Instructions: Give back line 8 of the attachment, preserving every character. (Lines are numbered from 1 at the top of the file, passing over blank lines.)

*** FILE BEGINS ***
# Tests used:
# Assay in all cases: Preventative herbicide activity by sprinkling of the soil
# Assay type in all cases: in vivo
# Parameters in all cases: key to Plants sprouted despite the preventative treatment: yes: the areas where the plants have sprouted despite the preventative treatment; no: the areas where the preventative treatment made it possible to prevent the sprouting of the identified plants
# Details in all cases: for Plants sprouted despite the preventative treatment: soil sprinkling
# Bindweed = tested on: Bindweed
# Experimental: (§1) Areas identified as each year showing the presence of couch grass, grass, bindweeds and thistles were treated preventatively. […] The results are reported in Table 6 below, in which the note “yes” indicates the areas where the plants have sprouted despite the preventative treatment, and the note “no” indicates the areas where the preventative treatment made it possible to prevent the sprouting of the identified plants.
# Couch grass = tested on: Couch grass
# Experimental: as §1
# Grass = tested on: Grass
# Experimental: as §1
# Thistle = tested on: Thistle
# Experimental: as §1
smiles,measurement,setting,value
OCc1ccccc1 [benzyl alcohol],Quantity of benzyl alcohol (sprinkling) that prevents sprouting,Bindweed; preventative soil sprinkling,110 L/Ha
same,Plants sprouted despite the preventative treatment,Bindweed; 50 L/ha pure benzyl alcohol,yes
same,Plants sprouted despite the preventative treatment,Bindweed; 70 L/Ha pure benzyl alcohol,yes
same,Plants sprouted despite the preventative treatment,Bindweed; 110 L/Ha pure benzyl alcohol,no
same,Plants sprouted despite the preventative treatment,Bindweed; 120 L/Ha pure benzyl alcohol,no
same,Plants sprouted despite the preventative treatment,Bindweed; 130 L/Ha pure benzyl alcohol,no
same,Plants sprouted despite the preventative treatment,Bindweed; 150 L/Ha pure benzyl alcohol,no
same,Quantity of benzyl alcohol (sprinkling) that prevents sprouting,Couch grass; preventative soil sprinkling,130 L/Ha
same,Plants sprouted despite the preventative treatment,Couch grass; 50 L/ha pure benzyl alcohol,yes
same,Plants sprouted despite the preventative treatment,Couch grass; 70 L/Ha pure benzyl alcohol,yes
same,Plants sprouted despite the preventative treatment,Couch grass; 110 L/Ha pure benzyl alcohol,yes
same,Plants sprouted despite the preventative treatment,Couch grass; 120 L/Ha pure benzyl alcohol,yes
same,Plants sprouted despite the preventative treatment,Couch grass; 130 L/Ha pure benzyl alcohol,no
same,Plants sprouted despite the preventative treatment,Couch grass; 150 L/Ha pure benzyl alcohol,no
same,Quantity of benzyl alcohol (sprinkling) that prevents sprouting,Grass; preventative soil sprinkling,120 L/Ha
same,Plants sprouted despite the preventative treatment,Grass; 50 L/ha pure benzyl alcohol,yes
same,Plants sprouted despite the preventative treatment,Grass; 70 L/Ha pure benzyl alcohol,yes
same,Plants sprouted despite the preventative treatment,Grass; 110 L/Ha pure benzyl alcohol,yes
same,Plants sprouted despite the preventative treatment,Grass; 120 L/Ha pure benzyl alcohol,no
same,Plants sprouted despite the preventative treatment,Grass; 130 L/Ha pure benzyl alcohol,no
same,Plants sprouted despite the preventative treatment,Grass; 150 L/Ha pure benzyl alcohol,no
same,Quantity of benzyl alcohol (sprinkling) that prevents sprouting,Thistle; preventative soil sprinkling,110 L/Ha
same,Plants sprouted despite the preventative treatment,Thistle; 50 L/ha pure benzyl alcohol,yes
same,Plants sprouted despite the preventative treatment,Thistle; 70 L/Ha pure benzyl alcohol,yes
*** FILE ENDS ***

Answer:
# Couch grass = tested on: Couch grass